Since the first commercial flight took off early in the 20th century, the average size of humans has gotten bigger.

The average size of an airplane seat, however, hasn't. In fact, they've actually gotten smaller.

You can imagine how difficult it might be, then, to be fat while flying.

Stacy Bias, an animator and fat activist in London, created a short, animated video called "Flying While Fat" that features the actual voices of plane passengers explaining how miserable the experience can be for people of larger sizes.

Bias got the idea for FWF while she was dating her partner long-distance, flying internationally to see her.

flying while fat
photo: Courtesy of Stacy Bias

Bias had a lot of "anxiety about 'not fitting' and physical pain and facing hostile interactions with fellow passengers," she told Revelist via email.  

"I wasn't sure if I'd be able to fit into international airplane toilets and I actually just had to risk it the first time," she said.

flying while fat
photo: Courtesy of Stacy Bias

Bias boarded the plane, "not knowing what I'd do if I couldn't use the toilet on an eight-hour flight!"

"To combat my anxiety," she continued, "I began compiling the details of my flights — what models of plane, the width of seats, if tray tables worked, if I needed a seatbelt extender, if I could use the toilets, etc."

Turned out, Bias wasn't the only one who faced these problems.

Bias and Dr. Bethan Evans of the University of Liverpool surveyed hundreds of people for the film.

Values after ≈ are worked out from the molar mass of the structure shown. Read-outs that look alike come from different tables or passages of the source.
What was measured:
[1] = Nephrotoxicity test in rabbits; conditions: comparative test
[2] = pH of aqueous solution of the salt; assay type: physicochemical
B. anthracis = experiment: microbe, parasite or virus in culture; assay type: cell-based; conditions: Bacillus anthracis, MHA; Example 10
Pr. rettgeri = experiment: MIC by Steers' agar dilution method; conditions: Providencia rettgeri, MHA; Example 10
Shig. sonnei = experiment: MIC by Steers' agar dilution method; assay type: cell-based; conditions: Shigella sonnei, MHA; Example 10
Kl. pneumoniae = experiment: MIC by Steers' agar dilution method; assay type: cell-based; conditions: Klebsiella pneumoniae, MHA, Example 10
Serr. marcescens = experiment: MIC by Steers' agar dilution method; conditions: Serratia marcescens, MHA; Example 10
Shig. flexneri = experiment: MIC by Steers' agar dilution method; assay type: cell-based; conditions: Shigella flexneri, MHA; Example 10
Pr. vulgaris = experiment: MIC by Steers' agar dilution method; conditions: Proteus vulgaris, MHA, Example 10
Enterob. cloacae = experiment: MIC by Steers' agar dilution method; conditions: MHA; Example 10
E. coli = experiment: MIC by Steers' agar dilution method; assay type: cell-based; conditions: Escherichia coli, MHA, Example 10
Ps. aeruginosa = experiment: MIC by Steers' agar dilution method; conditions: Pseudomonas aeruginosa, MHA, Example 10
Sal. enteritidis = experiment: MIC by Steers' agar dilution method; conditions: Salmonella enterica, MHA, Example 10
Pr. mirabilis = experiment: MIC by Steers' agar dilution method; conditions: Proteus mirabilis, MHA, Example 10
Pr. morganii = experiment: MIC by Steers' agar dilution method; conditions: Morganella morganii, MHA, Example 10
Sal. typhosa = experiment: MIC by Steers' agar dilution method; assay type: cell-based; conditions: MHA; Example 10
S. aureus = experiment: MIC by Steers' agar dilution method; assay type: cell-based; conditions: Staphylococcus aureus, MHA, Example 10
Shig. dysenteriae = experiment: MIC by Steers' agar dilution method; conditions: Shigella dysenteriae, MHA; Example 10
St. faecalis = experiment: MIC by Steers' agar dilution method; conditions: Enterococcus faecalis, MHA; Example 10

flying while fat
photo: Courtesy of Stacy Bias

"Fat people on planes are talked about a LOT, but rarely are they spoken with, and even more rarely spoken as," she said.

One woman in the short even detailed how a fellow passenger once complained to a flight attendant very loudly, and in front of her, about having to sit next to someone so heavy.

"Fat is a moral issue for a lot of people and 'taking up space' is absolutely a hotspot for contention," Bias said.

flying while fat
photo: Courtesy of Stacy Bias

"People see fatness as elective and mutable and thereby exempt from compassion."

Bias hopes that her film becomes a "humanizing effort" for fat people on planes.

flying while fat
photo: Courtesy of Stacy Bias

She wants the film to be "a tool in the belt for building empathy and compassion, as well as questioning the baseline assumptions of what fairness and equality are at their core."

And hopefully, it makes the people who do "fly while fat" on a daily basis feel a little bit less alone.

flying while fat
photo: Courtesy of Stacy Bias

Keep an eye out for Bias' short film, which will be released in December.

flying while fat
photo: Courtesy of Stacy Bias

Find more information at DaDaFest.co.uk, or over on Bias' website.